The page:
Friday, 10 September 2010

Peer Review

The scientific process - observation, hypothesis, experimentation and new hypothesis - isn't the end of the matter. Peer review involves a whole raft of knowledgeable and motivated people in considering the truth of scientific papers. In the initial stages of this review process are editors who send papers out to their selected reviewers before they commit to publishing.

Could this process become part of democracy?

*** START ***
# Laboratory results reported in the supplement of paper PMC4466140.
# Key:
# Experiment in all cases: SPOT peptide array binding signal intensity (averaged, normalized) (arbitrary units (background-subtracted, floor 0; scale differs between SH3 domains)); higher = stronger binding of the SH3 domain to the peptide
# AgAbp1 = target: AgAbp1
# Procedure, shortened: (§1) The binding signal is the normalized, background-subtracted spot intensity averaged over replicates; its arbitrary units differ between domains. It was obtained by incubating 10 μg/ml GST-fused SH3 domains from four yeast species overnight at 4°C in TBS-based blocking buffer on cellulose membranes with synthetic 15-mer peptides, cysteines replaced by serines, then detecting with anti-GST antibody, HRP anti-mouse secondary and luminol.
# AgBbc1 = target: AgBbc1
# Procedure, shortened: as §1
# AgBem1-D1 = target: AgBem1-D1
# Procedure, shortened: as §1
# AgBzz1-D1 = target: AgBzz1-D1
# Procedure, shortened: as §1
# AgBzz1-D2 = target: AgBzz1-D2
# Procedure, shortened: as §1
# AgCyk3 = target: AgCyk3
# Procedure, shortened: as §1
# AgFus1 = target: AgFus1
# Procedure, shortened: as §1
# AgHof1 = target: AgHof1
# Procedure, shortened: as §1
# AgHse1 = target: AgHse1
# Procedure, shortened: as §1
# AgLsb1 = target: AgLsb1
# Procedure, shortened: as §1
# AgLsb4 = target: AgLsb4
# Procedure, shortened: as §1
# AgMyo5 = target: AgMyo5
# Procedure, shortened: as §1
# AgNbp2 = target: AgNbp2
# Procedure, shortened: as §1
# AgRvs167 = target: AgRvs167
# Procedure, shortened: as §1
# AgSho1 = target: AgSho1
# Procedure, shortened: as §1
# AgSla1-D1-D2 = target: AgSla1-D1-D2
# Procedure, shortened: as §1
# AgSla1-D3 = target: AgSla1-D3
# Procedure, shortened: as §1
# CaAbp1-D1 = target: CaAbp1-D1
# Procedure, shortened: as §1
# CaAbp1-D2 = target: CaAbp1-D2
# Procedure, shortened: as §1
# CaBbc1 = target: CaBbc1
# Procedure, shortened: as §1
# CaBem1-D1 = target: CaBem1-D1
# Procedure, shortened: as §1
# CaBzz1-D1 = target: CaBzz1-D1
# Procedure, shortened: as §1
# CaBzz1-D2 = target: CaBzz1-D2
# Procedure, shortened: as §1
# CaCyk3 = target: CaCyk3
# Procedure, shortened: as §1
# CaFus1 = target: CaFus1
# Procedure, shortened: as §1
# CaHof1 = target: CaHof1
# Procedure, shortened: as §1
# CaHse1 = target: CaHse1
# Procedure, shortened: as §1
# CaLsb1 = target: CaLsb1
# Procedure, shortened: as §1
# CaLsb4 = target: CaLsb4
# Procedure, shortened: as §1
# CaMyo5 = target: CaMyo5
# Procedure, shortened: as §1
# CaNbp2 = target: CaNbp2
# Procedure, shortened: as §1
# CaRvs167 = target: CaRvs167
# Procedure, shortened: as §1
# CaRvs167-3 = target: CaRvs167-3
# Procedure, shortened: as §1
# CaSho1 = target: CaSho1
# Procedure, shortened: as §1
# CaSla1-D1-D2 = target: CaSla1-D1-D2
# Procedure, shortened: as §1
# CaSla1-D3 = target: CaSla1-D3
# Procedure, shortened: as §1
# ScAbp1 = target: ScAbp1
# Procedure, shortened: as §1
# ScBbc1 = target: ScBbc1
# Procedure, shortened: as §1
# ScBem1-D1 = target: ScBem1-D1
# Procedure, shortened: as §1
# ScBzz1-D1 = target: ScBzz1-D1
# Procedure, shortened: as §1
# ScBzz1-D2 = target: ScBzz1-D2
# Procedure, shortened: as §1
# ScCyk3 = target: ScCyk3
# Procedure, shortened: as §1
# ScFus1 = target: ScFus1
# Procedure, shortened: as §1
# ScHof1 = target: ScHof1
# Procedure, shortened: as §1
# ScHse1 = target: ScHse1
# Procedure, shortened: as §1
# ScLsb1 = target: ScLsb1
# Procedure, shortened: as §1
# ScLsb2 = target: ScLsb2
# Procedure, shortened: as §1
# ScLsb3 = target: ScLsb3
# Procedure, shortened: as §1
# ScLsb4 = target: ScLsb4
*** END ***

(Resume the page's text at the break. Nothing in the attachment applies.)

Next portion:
Central to the notion is that editors are able to choose experts who have a greater say over the progress of ideas than anyone else. It is entirely feasible that a cross party committee of MPs could assess the qualifications of people who put themselves forwards for this role, based on academic qualifications or direct experience. These reviewers (who are unlikely to be politicians) could be given the privilege of being able to express themselves on "Experts" pages attached to each issue on the ID website, which voters could then read and judge. This would ensure expert leadership were brought to the fore without undermining the power of voters. It would also form another counterbalance to the power of the press.

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